MOVING FORWARD

MOVING FORWARD

''I have probably been misquoted a hundred times,'' laments Phillip C. Yeager, chairman of Hub Group Inc. Somewhere in this column I am sure I will add to that tally once or twice. Phil and his family-led intermodal marketing company manage equipment and the freight that's transported in it across the U.S. and internationally.

I have a suspicion that if Phil were given the chance to manage the media, he would take on that challenge with the same zeal.

For 25 years, Hub Group has been the largest IMC. Last year's sales reached $1.3 billion. As an industry leader, Phil Yeager is often in the spotlight and he does not shy away from this role. ''We are twice the size of our nearest competitor,'' he noted. ''Overall our second quarter revenue grew 7.8 percent compared to 1999 and our intermodal rail revenue increased 4 percent. We are pleased with the results, but Wall Street analysts were not as impressed. A railroad would be in seventh heaven with that performance. I do not understand what the analysts expect.'' In fact, Phil has a keen awareness of how to increase shareholder value in a company that is still 74 percent family owned. I will do my best to convey his thoughts.

Phil and his wife started Hub Group operations in Detroit in 1971. Family values were important to the company's growth; many satellite offices were opened by husband-and-wife teams. Before the Interstate Commerce Commission deregulated domestic transportation in 1981, IMCs were known as shippers' agents. ''We were called a lot of things in those days, but my favorite was ''the dark hole of intermodal,''' Phil laughed. Shippers' agents were restricted in their transport logistics functions. For example, they could not contract for drayage on the delivery end of a multimodal move.

Today, Hub Group's business is divided among intermodal rail (77 percent), over-the-road brokerage (15 percent) and other logistics solutions (8 percent) including complete distribution services. ''Understanding transportation is demanding,'' Phil acknowledged. ''Not all large shippers can cost effectively handle logistics in-house. Small shippers are even more disadvantaged. Hub Group does not need to own the transport assets to add value to shippers' supply chain. It's economical management that counts.'' Hub has added to its management portfolio including transport services for flatbeds, less-than-truckload containers and rail carloads. Four years ago Hub Group established an international division handling full containers.Recently the company added a domestic airfreight service as an offshoot of its LTL service. Hub Group operates 30 offices in North America and Europe with a staff of 1,500.

On the surface, attempting to control freight without owning transport assets does not sound like much control at all. Hub Group views itself as a people company, with assets more valuable than locomotives, trucks or terminals. ''We manage and control with information,'' Phil explain-ed. When Union Pacific Railroad experienced service problems in 1997, Hub hired 140 temporary customer service staffers to handle the phones. ''We could not change the fact that a normal third-morning delivery turned into a fifth-day delivery,'' Phil said. ''But at least our customers knew the score as soon as we did.'' Expansion has led to growing pains. In 1996 the company went public and roared through its first year as a Nasdaq newborn with a 26 percent gain in volume and a similar upshot in profits. Subsequent ill-executed railroad mergers slowed Hub Group's growth as frustrated shippers shifted transportation to trucks. Phil says railroad service is improving, although one East Coast operator still worries him. I won't mention names. ''I still criticize the railroads, but respect them,'' Phil said. ''Remember, I was one of them before starting Hub Group.''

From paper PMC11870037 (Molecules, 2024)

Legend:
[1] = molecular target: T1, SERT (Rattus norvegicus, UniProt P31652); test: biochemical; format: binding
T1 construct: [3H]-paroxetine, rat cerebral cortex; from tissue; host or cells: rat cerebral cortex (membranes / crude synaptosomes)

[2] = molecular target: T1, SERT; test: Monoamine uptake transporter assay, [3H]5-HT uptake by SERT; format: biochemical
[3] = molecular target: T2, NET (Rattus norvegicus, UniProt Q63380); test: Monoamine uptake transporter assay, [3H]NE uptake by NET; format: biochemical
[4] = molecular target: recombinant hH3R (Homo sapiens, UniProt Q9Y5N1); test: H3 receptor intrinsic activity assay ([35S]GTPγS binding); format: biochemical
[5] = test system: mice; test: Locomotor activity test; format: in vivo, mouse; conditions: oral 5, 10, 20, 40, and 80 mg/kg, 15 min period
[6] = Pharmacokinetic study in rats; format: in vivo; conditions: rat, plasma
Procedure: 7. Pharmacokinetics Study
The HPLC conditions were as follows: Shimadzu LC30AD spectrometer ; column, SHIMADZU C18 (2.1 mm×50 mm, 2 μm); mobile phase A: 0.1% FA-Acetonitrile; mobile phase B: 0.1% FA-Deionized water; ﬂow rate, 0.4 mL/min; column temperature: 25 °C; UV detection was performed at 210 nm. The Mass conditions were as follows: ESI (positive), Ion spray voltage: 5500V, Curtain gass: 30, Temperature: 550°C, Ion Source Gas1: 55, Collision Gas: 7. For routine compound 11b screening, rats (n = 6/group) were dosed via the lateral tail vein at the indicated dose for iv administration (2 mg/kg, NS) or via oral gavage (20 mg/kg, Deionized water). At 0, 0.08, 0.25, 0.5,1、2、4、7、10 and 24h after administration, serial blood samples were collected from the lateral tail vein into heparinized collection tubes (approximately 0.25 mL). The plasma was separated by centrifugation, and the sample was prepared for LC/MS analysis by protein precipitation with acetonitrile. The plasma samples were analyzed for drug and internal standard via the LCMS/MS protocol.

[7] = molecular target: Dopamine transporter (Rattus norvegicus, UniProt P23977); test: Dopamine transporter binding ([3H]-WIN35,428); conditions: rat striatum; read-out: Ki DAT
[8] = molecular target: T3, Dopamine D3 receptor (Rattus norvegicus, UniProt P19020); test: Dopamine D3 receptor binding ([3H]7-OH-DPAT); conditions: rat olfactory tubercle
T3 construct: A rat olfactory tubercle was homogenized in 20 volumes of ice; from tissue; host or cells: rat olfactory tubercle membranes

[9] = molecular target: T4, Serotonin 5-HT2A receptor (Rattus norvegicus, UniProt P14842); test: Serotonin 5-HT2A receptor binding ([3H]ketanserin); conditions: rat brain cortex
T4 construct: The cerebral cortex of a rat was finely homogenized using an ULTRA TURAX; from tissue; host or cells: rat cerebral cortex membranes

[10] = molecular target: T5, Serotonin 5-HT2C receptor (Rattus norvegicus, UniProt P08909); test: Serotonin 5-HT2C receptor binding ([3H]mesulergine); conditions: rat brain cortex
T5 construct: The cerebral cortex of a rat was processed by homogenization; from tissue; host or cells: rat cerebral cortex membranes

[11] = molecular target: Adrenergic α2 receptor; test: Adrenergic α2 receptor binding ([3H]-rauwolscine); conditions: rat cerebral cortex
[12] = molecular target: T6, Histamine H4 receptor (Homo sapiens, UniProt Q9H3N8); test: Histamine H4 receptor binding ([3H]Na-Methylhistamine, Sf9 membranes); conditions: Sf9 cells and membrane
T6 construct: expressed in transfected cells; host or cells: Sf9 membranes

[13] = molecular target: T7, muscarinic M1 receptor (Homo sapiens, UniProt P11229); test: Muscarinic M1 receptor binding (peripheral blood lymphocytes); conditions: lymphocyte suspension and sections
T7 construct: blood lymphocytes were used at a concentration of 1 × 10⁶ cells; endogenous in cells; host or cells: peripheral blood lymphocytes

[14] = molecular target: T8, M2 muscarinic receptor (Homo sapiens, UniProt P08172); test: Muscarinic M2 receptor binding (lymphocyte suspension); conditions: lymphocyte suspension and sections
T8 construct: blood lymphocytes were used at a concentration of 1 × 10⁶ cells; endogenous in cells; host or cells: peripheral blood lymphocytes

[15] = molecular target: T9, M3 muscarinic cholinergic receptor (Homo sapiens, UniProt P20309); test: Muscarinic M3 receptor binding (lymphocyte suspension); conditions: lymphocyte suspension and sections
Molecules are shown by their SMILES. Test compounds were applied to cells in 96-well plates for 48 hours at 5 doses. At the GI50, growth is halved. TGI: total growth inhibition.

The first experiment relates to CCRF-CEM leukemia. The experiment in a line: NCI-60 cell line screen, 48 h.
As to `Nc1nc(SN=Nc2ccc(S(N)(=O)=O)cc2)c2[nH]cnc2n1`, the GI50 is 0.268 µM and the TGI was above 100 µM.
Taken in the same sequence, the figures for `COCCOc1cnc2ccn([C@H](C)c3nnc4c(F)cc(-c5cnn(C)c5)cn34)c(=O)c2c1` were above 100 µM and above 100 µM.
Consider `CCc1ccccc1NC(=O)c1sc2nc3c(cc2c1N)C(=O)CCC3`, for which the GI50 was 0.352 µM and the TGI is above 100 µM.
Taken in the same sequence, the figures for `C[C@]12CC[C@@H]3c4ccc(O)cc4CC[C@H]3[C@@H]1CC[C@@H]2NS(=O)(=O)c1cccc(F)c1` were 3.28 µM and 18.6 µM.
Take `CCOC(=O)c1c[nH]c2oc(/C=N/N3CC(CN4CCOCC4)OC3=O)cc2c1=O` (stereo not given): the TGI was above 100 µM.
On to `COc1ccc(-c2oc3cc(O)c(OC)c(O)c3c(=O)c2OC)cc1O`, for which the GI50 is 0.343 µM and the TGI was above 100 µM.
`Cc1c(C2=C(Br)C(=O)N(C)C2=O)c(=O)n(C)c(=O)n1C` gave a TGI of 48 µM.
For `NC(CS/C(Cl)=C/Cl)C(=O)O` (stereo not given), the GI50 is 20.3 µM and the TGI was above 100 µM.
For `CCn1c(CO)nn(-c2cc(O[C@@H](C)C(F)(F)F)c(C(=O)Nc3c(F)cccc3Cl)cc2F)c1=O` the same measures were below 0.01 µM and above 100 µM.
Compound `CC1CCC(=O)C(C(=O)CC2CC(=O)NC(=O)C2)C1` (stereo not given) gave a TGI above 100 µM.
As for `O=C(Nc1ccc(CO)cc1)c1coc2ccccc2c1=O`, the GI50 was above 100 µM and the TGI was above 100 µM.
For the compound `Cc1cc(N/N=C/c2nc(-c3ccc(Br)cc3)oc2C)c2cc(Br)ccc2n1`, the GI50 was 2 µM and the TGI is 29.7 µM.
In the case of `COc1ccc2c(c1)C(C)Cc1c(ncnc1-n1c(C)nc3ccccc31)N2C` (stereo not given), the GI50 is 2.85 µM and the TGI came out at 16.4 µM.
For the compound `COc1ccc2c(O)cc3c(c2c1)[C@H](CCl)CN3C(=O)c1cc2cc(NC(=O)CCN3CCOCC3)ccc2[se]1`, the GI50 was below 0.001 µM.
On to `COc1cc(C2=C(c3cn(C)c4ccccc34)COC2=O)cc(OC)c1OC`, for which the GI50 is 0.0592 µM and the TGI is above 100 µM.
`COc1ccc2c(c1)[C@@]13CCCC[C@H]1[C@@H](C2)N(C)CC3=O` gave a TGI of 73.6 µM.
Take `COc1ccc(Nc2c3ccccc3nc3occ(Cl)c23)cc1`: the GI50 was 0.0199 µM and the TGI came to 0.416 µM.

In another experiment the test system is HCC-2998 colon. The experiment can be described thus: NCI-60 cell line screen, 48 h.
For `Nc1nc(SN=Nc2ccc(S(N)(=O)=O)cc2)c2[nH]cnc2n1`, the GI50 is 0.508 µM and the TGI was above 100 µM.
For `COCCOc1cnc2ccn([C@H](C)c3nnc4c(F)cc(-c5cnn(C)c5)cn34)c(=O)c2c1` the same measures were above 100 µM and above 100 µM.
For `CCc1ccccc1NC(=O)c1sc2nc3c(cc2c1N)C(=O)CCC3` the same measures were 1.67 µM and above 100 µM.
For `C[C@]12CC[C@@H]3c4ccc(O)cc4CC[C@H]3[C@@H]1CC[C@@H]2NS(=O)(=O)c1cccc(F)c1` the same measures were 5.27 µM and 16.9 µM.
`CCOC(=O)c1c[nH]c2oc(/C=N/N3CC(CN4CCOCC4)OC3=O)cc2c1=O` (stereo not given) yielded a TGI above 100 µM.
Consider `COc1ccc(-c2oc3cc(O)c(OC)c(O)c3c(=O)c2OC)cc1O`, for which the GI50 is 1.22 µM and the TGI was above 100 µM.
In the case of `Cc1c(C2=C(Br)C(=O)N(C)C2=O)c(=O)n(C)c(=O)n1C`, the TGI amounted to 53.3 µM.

Hub Group is not a company that touts its e-commerce expertise. Phil knows that he needs to change that view to excite investors. Interestingly, Hub Group provides a full range of information-sharing tools, but does not label them with the ''e-word.''

Nine years ago, Hub established a direct mainframe-to-mainframe documentation flow system with a leading retailer. That's in the works for an Internet transition. Hub also built a ''track and trace'' service for one of the largest alcoholic beverage importers. Phil says the Hub Group still processes too much information manually. ''We're working on that, too,'' he added.

Under Phil Yeager and his sons, the Hub Group has been nimble in adapting to industry changes. It's easy to believe that the company will control its move into e-commerce quickly and win over Wall Street in the process.